Recently I watched the first three episodes of My Big Fat Fabulous Life. For those not familiar with the reality show on TLC, it follows 30-year-old Whitney Way Thore who first gained popularity (no pun intended) about a year ago after posting a series of videos of herself joyfully dancing. I loved the Fat Girl Dancing videos and the message she promoted on her No Body Shame Campaign page as well as with appearances on programs like Good Morning America and The Steve Harvey Show: “Love Yourself. Live Fully. No Excuses. No Shame.” As far as I understood, Whitney’s message applied to everyone regardless of weight or health status. When I first heard about her reality show I thought, “Great! Finally a show about a woman who loves herself exactly as she is and doesn’t feel the need make excuses for her body or lose weight to show the world that fat bodies are awesome!”. I should have known better.
Cut to present day and the episodes thus far. Whitney repeatedly explains that PCOS, or poly cystic ovarian syndrome, is the reason for her gain of about 230 pounds. Instead of using dance as a way to prove that people can do whatever they want, regardless of size, it’s become a weight loss tool.
Don’t get me wrong… if Whitney wants to lose weight it’s her body to do with it as she pleases. I subscribe to Ragen Chastain’s Underpants Rule. (https://danceswithfat.wordpress.com/2012/06/06/the-underpants-rule-and-you/)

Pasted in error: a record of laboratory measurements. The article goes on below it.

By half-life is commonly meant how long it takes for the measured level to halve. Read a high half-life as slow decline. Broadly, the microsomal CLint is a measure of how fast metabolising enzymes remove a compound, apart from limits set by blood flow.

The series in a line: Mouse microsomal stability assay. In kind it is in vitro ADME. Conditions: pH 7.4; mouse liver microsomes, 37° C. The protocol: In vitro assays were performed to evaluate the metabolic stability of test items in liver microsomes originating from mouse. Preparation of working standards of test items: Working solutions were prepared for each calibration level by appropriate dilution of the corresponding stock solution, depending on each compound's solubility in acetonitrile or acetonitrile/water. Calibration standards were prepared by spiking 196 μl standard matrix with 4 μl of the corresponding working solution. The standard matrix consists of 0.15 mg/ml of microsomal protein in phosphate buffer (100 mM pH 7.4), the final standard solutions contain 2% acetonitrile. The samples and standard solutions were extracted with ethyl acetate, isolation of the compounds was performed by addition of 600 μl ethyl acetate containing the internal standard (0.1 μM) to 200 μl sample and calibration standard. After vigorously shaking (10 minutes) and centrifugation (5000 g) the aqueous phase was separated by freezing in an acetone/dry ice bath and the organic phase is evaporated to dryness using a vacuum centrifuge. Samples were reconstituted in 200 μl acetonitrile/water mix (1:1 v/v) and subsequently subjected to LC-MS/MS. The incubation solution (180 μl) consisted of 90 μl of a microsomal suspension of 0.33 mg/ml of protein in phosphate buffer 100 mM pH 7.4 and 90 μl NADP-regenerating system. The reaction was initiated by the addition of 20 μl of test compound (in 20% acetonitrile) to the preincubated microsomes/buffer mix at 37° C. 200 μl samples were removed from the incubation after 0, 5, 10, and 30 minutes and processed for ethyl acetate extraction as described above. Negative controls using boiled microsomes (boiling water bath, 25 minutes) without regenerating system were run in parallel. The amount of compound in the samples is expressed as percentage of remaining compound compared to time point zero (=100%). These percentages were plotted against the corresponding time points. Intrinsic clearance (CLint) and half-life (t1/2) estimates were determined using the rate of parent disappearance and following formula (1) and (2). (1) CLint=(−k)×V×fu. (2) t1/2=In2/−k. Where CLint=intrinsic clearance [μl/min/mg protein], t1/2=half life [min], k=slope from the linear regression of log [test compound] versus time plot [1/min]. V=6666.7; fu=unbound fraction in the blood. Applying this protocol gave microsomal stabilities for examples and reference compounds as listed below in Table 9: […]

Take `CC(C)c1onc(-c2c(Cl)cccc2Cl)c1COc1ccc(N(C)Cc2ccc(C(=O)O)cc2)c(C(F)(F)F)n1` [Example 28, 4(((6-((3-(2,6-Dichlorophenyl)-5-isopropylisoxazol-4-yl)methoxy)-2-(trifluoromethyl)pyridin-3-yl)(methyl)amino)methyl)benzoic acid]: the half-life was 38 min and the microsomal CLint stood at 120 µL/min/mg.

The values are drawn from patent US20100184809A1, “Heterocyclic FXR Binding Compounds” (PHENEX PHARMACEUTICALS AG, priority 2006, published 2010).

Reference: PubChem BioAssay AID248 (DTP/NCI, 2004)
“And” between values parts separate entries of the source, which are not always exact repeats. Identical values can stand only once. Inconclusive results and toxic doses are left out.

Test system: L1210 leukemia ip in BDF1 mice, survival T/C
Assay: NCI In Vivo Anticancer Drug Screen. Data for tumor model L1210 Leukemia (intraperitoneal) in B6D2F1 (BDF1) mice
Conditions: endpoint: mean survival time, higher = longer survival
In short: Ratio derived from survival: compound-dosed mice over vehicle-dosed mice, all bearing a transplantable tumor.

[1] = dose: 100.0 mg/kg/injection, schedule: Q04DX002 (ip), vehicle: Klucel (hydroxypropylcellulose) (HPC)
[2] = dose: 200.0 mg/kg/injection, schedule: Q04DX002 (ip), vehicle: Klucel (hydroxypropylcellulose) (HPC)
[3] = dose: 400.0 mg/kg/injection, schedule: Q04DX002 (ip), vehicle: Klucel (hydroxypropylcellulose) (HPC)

What I don’t subscribe to is the message from My Big Fat Fabulous Life. Be a “good fatty”. Loving your body is OK so long as you’re working to make it smaller; accepting your curves is alright because you’re trying to reduce their size.
But, but, but… Whitney wants to be healthier, right? Here’s the thing, ladies and gentlemen: weight loss does not automatically result in better health. If that were the case, slender women wouldn’t have PCOS. Fat is blamed for a myriad of health problems (diabetes, high blood pressure, arthritis, heart disease, etc) but there not one disease or issue that thin people don’t suffer from as well.
So here I am, the “bad fatty”. I love all 5 foot, 2 inches of my plush, abundant body. I don’t know my weight because I don’t step on a scale (unless my doctor needs to prescribe medication) but am likely in the mid 200’s. I have diabetes and high blood pressure and don’t know my family medical history because I’m adopted. I have a sedentary job and don’t exercise regularly. My knees ache when I walk or climb stairs. I tire easily and sometimes get out of breath.
I don’t want to lose weight. I do want to increase my activity and strengthen my knees so have started using the elliptical trainer I got as a present a few years ago. I want to reduce my blood glucose/blood pressure so am doing my best to reduce stress and eat mindfully.
I won’t deny myself the pleasures of tasty foods like a rare steak, home made cookies or pizza with extra cheese. I won’t count calories or measure portions. I won’t track my progress by the numbers on a scale or the size of my clothing. I won’t post “before/after” photos or say anything remotely like “If I can do it, so can you!”. If I do, please slap me. Seriously. I give permission to anyone who personally knows me to smack me upside the head should those words ever come out of my mouth or keyboard.
I doubt any reality show producer will come knocking on my door because I’ll continue to be the “bad fatty” and promote the message that doesn’t get heard a lot on TV: EVERY BODY deserves love, acceptance, respect and happiness regardless of size, shape, weight or health and everyone should be able to live their lives fully without shame, excuses or weight loss.